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What would you do in the MDR?


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Yep, don't know what the issue is that so many have in following the rules (by whatever name) we all agreed to when we booked?

 

I guess they just think they're too special.

Though I'm not as experienced as many around, dress code as never showed up on my bookings as mandatory...

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Yep, don't know what the issue is that so many have in following the rules (by whatever name) we all agreed to when we booked?

 

I guess they just think they're too special.

 

For crying out bells, they are not "rules", but rather "suggested dress." I don't understand why people have an issue with what others choose to wear. And for what it is worth, I do follow the "suggested dress", but it is my choice and no one else's business.

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I wonder whether this hypothetical question posed in post #1was designed for entertainment. Am I the only one to get this impression? :) :D

 

I am entertained!

 

We have had a few tables where on of the men worse a t shirt every night, one a t shirt with a tuxedo printed on it for formal night... Last cruise a fellow wore a t shirt every night, even in the Grande. We "minded" it so much that we are going on two more cruises with them. they were good company.

 

I do like to check out how people dress. I am fond of the dressy shirts that men wear in hot weather countries- don't know the name, but the are usually have collars, button down the front, straight hemmed and solid colors with subtle designs woven in. I find them perfect for formal night, as I generally do hot weather cruises. LOVE men in kilts with the formal jackets. The one that made me chuckle to myself was the table of 8 who wore matching track suits on formal night, well, they were suits! So, technically the letter of the law (okay, the suggestion), rather than the spirit of the suggestion...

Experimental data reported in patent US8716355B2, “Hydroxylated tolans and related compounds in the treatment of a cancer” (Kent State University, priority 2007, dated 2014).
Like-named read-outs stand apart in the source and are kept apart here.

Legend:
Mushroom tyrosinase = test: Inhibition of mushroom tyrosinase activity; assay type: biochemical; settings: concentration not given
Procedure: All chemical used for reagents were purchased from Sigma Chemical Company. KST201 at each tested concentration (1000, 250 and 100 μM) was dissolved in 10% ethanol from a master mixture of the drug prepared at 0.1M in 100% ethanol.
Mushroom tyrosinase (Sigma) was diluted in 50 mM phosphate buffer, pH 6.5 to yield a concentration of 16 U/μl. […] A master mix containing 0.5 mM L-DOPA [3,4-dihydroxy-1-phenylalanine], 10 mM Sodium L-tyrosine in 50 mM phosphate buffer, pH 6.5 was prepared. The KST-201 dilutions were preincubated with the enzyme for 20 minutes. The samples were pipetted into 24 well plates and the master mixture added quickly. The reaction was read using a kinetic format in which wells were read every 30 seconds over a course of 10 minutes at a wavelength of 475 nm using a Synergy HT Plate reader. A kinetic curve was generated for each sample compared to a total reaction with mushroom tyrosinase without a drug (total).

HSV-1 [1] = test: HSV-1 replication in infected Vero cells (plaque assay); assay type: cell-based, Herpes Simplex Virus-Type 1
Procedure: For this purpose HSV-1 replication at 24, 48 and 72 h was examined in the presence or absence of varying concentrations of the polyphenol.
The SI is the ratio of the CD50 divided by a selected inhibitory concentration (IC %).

I would prefer that people cover all their jiggly bits when they dine, so I do understand the desire not to see uncovered body parts. Of course, I am of that age that we were taught not to have our undergarments exposed, and at my age if I ever chose to strip down in public, people would start yelling, _

"put it on" rather than "take it off".

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For crying out bells, they are not "rules", but rather "suggested dress."

 

A dress code, like a code of behaviour, is not just a "suggestion" - those are rules. Of course, different lines may not call it a "dress code" and instead just make suggestions -- but a "dress code" is, in fact, a written collection of rules.